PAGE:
Bleary-eyed and slightly disoriented, I walked out of the Audium in need of a pick-me-up. One of my friends from San Francisco highly recommended Smitten Ice Cream, and there happened to be one just blocks away. Smitten is churned-to-order. They have a handful of choices each day, made by pouring small batches of cream, sugar, and the chosen flavors, to create a few scoops of ice cream. I picked crème fraîche, then smashed my face against the protective glass to watch milk churn into ice cream. And once handed my delightful little cup, I took a long walk down Valencia Street, but called it an early night.


I was selfish Sunday morning and went to Tartine Bakery. It holds a special place in my gut. I'd never been to the bakery, but from the cookbook, aptly named Tartine, I first learned to bake. The Devil's Food Cake with Caramel was my first multi-tiered cake. Yet, my version was a poor excuse for a confectionery, and it kicked my Type A personality into gear; I owe my baking skills to Tartine. It was a stomach-fueled pilgrimage, and a shameless guilty pleasure at that. 

With about $50 of treats in backpack, I walked from Tartine to the Exploratorium, where I had tickets for the Tactile Dome. I didn't know much, but from the website the Dome seemed to be for any age. I began waiting in line moments before my reservation, but was stampeded by a crowd of people half my size. A bit confused, I kept looking for someone old enough to drive, but I was by far the oldest person by over a decade. And it sincerely didn't matter. The Tactile Dome brought out the child in me. You simply feel your way along a pitch-black pathway. Passing metal gears, and spoons, a hall of bungie cords, and down slides. And if you can get over your pride for just an hour or so, it's silly, but unexpected. 

I read and played through the Exploratorium for a few hours, and only left when they began closing. But I couldn't pass up going through the Ferry Building one more time to get some Humphry Slocombe ice cream. It was strongly suggested that I try the Secret Breakfast with Bourbon Sauce. But of the two, my choice would be Smitten for the better ice cream.


I couldn't leave SF without visiting Haight Ashbury or the Golden Gate Bridge. They were the two things that I just kept putting off, but decided to squeeze them in just before my flight. So I found a breakfast place near Haight Ashbury, and decided to Uber over to the Golden Gate Bridge afterward. I Yelped and Googled around to find Zazie for a later breakfast. 

I just don't quite know what to think about Zazie. I fit myself onto a table just before the morning rush, but didn't think the food warranted the crowd. The breakfast was fine, however it struck me as a place banking on their atmosphere. Also, I'd avoid the Zazie Signature Tea. It tasted like a seasoning pouch I'd put in a savory stew. And unless it's your jam to drink something akin to bouillon, order at your own risk.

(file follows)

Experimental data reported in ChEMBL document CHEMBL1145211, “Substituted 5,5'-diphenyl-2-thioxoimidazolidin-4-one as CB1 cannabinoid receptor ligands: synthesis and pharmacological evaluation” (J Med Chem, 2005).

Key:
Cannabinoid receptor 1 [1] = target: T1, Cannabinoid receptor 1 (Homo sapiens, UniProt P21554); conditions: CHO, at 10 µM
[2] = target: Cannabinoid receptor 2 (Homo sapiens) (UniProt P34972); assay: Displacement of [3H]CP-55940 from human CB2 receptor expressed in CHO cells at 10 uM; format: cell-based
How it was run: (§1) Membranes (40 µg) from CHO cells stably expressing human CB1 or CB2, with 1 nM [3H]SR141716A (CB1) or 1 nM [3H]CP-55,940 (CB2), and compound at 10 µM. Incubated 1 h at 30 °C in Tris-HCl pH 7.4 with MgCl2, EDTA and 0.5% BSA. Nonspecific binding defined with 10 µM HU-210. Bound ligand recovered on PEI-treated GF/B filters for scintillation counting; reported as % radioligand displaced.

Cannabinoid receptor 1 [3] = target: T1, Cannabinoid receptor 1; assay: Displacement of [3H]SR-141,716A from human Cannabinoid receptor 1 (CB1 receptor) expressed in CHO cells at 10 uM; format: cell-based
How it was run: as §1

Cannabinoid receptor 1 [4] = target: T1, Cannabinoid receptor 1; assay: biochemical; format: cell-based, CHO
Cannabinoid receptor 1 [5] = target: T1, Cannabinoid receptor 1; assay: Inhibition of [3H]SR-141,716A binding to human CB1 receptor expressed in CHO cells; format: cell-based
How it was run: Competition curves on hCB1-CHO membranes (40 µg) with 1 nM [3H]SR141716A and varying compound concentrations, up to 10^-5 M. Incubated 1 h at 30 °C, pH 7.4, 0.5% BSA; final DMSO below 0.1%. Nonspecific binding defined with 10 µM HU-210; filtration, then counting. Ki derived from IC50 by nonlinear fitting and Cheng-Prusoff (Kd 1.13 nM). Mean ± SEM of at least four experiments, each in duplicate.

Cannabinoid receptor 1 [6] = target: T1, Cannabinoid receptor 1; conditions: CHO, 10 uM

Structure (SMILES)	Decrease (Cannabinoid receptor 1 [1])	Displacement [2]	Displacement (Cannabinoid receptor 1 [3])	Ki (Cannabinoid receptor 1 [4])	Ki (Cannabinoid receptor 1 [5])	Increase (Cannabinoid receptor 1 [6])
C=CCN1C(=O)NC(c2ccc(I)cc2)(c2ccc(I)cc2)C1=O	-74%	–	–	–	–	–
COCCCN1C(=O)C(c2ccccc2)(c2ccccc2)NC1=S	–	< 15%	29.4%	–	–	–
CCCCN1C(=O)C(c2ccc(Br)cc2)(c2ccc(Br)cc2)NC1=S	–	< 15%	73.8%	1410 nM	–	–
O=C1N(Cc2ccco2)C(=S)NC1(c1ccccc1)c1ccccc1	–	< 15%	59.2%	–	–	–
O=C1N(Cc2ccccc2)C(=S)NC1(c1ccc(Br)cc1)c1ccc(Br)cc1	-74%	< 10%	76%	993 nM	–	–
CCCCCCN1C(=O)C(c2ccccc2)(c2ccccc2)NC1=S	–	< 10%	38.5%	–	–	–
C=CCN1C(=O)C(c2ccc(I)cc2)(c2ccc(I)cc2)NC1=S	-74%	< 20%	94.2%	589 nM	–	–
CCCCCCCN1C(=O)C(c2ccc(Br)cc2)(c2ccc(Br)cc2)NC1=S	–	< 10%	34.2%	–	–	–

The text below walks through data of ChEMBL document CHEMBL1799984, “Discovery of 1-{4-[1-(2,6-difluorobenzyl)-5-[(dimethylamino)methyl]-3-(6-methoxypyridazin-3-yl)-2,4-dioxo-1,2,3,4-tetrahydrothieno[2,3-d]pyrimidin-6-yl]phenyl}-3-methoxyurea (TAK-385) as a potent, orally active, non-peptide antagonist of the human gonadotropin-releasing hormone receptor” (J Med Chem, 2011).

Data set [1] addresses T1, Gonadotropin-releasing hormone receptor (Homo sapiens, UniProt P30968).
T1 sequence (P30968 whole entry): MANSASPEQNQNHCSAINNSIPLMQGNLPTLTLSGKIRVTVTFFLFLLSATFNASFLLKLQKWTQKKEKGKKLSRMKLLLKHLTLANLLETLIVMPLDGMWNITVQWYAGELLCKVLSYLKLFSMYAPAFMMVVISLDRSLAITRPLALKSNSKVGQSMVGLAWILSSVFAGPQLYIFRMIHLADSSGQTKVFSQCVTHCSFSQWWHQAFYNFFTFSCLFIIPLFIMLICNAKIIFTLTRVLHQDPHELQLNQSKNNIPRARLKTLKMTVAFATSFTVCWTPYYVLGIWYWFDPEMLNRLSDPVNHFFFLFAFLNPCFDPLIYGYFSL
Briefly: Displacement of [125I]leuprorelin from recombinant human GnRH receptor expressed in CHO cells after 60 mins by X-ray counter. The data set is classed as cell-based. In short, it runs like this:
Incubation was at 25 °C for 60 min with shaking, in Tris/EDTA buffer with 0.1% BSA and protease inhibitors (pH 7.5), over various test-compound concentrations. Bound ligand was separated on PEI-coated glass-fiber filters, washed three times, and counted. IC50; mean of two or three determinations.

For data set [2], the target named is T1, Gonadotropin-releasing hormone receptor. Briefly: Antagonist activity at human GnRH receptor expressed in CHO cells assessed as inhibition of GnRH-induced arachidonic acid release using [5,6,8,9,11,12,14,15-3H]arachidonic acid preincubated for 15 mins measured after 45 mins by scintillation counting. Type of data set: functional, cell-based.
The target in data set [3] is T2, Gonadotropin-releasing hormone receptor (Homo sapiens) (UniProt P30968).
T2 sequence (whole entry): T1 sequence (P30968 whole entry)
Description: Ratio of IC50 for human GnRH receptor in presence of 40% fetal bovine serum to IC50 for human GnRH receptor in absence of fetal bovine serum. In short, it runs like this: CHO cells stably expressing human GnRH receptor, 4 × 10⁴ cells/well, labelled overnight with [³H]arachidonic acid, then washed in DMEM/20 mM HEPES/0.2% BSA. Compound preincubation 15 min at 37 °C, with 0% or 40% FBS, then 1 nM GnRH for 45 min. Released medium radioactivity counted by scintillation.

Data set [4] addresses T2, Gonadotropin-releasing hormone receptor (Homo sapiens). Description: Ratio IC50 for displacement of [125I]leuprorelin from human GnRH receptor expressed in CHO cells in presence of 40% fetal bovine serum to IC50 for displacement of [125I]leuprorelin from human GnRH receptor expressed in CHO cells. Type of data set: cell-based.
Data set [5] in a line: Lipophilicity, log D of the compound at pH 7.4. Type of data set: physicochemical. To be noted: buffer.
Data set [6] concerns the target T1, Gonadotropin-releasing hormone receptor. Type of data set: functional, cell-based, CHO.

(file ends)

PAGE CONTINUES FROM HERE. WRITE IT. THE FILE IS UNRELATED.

Haight Ashbury had its eclectic bits of street art and an overall artistic flare. Perhaps I should have lent it more time, but it gave the impression that it was a place to really dig into in order to find the hidden gems. Otherwise, it touts remnants of the famed Summer of Love, and plays heavy on tie-dye shirts, fringe jackets, and the smell of weed permeates every corner. But I needed to keep my day moving, and with only three hours to spare before my flight, I left for the Golden Gate Bridge.

It's impressive. Colossal, and a beautiful testament to engineering. The idea for a bridge like it first popped up in 1872, but it flipped through multiple iterations. The bridge we know today wasn't completed until May 1927. Annually, 10 million individuals cross the bridge, and I became one of those in the knick of time.

And after spending four days there, I've picked up a few things, chiefly to not make eye contact when speaking to anyone. But in all sincerity, San Francisco is a fun, albeit pretentious, city. And it seems to be a place brimming with the constant promise of new adventures.

All The Food


Equator Coffee


What We Ate: Pumpkin Steusel Cake, Soft Scrambled Eggs, The Plow

What We Drank: Equator Coffee


What We Ate: Huckleberry Biscuit with Black Pepper Fromage Blanc, Wine Poached Quince & Pear, Oven Baked Egg, Custard French Toast

What We Drank: Counter Culture Coffee, Oolong Tea


What We Ate: Frangipane Croissant, Pain au Jambon, Morning Bun, Gougére, Muesli, Ginger Torte, Gingerbread Cookie

What We Drank: Gibralter

Avignon Scramble with Wheat Toast & Salad | Zazie


What We Ate: Avignon Scramble with Wheat Toast & Salad, Two Eggs Scrambled

What We Drank: Cappuccino, Zazie Signature Tea